Going through my laptop, cleaning up files, I came across this little write up that I actually wrote on January 14, 2013 … and thought it worth sharing …
In the movie, “City Slickers,” there is a scene where three best friends are on horses and they talk about what the best day and worst day in each of their lives were. Mitch shares his best day, then his worst day. Then it’s Ed’s turn:
“I’m 14 and my mother and father are fighting again. You know, because she caught him again. Caught him?! This time, the girl drove by the house to pick him up. And I finally realized, he wasn’t just cheating on my mother, he was cheating on us. So I told him, I said, ‘You’re bad to us. We don’t love you. I’ll take care of my mother and my sister. We don’t need you anymore.’ And he made like he was gonna hit me, but I didn’t budge. Then he turned around and he left. Never bothered us again. But I took care of my mother and my sister from that day on. That’s my best day.”
Phil, taken aback asks, “What was your worst day?”
Ed sadly replies, “Same day.”
This scene always chokes me up, even now as I read it again, tears form. I know its because I’ve experienced this same kind of loss in my own life. It was the day I chose to omit my mother from my life, “You’re bad to me. You don’t love me.” It was a long, drawn out and anguishing decision, where I weighed all the pros and cons. I even considered how this choice would ripple into the lives of others. It was not a decision I took lightly or hastily. Being forced to have to even make a decision was excruciating. I had taken so much abuse and I just couldn’t take it anymore. I not only felt like an empty shell, void, sucked dry – but I actually was those things. I had nothing left to give – to anyone – I was utterly spent. What drove this decision was when she insulted and humiliated me once again in my own home at my kidlet’s birthday party. When everyone left after the party, I broke. I looked at my husband, choking back tears, “What is it about me that she can’t love me??” … and then it came. The answer. This is when God spoke – this voice that came from outside myself, gently and bluntly, “There is nothing you could ever do or say that will ever make her love you.” And everything in me broke – not just my heart, but my mind and my body as well. A part of me died that day. The Lord has always known that I need to hear things bluntly and clearly. He was right, of course – experience had shown me that this was as true as His words were. I tried so hard to have a healthy relationship with her, I tried so hard to love her in hopes that she’d love me back and nothing worked. In fact, the abuse got worse. I knew that there was nothing I could do or say or be that would ever be enough.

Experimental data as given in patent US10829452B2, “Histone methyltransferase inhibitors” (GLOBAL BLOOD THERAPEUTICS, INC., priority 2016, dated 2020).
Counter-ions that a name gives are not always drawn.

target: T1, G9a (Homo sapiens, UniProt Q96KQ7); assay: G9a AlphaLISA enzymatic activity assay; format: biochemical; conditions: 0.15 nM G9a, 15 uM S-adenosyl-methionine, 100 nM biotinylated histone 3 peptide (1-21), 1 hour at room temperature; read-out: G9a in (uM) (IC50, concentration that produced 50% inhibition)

So if you asked me which day was my best day, it was the day that God showed me the truth about my mother – later backed by two visions and a whole lot of scripture verses, one being 2 Timothy 3:1-5 that described my mother as I know her that also says, ‘from such turn away.’ I could finally be free of her tyranny! That was my best day.
And my worst day? Same freaking day. As emancipating as it was that I could be free, I was also grieving the death of something I had high hopes of one day having – a healthy relationship with my mother where she loved me and respected me, where she was finally kind to me and not holding everything I ever did over my head – including the things she fabricated. That dream was dead. Gone. I mourned the death of that hope for well over two months. No one knows, except my husband, how hard a time that was for me.
My best day and worst day … same day. As bittersweet as it was then – sixteen years ago – and having mourned the loss of something that could never be, the Lord gave me so much more than I ever expected. He’s healing me, restoring me, and building me back up. He has been my Rock on this journey.
Because of that excruciating decision, He moulded me, and continues to mould me, into a woman whose heart is completely His. He moulded me into a better wife and a better mother … so that I could pass down a great legacy than the one I was given. You could say that I am living proof that great things are born out of great pain.
~ Saoirse Quill